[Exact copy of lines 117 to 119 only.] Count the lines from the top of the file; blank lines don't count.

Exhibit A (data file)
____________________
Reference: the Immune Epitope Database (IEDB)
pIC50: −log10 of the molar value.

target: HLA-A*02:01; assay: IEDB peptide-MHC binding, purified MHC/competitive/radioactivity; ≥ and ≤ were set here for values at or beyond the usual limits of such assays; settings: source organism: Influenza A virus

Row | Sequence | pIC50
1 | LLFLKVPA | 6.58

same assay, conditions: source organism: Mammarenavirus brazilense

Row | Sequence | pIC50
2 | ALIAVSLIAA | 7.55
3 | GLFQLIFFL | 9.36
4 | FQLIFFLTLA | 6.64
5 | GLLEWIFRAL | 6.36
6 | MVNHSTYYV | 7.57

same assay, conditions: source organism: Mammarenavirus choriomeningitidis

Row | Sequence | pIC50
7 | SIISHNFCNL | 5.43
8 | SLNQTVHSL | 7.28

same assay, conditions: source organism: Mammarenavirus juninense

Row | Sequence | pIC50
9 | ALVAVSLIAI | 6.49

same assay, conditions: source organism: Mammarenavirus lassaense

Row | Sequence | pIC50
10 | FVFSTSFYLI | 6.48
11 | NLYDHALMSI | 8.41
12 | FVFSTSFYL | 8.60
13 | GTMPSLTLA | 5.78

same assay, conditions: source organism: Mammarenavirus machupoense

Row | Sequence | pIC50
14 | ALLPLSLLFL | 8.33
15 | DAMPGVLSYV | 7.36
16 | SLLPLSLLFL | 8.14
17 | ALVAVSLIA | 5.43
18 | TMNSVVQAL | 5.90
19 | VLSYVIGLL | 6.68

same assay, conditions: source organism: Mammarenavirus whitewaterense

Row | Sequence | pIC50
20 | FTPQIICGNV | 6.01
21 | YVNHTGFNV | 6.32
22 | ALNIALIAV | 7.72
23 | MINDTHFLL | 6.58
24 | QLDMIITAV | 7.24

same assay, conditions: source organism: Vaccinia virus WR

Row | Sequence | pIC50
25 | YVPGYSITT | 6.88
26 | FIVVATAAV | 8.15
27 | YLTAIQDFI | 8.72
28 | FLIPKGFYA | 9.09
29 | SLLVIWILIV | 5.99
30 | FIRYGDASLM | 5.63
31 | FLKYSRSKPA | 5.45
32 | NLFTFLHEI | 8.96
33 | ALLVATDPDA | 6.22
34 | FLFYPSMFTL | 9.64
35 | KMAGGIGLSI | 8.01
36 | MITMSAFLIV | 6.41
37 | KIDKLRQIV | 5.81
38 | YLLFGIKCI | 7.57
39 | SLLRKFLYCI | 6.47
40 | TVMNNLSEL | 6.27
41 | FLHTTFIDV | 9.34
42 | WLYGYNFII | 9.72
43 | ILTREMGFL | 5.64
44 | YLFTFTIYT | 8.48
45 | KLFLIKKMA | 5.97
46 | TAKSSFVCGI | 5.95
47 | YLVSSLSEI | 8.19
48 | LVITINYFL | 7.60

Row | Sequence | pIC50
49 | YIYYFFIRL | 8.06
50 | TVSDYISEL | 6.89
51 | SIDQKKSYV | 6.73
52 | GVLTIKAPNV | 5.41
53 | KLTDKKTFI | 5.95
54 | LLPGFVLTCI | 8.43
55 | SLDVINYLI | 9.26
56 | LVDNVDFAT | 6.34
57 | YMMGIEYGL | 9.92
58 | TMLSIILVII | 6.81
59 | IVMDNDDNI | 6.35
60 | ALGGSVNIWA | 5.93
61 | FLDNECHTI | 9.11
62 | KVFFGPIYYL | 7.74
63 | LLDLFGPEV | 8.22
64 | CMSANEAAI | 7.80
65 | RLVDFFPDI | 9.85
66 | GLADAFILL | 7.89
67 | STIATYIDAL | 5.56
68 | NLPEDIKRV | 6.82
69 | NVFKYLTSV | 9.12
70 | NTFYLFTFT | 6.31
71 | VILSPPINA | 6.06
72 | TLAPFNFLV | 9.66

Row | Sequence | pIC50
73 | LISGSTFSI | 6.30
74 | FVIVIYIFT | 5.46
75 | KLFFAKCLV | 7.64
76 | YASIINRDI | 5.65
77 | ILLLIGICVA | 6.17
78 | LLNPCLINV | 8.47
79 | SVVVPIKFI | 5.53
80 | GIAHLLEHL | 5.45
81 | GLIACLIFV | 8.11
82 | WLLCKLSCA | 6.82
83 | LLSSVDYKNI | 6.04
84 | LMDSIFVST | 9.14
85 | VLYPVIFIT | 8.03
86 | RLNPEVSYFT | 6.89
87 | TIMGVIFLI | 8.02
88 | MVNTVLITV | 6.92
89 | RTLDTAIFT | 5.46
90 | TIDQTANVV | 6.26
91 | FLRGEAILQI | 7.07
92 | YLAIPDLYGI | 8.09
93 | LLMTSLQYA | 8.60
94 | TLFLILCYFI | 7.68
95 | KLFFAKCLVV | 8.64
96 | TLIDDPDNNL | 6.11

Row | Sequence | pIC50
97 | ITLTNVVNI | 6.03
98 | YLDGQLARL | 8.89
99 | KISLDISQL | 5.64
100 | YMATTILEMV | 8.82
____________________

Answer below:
Row | Sequence | pIC50
97 | ITLTNVVNI | 6.03
98 | YLDGQLARL | 8.89